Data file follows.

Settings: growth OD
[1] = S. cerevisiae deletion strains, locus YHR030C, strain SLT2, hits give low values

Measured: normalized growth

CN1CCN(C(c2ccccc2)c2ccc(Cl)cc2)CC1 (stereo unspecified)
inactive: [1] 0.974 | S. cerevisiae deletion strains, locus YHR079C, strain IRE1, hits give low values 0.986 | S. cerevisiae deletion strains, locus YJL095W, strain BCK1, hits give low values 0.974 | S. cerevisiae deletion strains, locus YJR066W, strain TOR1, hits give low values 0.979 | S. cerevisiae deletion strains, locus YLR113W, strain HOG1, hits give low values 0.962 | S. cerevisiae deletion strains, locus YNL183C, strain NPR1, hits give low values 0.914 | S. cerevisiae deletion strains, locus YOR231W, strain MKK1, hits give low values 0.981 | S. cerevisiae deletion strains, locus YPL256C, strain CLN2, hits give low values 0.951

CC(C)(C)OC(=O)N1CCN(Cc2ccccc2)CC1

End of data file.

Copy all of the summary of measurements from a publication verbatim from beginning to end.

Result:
Settings: growth OD
[1] = S. cerevisiae deletion strains, locus YHR030C, strain SLT2, hits give low values

Measured: normalized growth

CN1CCN(C(c2ccccc2)c2ccc(Cl)cc2)CC1 (stereo unspecified)
inactive: [1] 0.974 | S. cerevisiae deletion strains, locus YHR079C, strain IRE1, hits give low values 0.986 | S. cerevisiae deletion strains, locus YJL095W, strain BCK1, hits give low values 0.974 | S. cerevisiae deletion strains, locus YJR066W, strain TOR1, hits give low values 0.979 | S. cerevisiae deletion strains, locus YLR113W, strain HOG1, hits give low values 0.962 | S. cerevisiae deletion strains, locus YNL183C, strain NPR1, hits give low values 0.914 | S. cerevisiae deletion strains, locus YOR231W, strain MKK1, hits give low values 0.981 | S. cerevisiae deletion strains, locus YPL256C, strain CLN2, hits give low values 0.951

CC(C)(C)OC(=O)N1CCN(Cc2ccccc2)CC1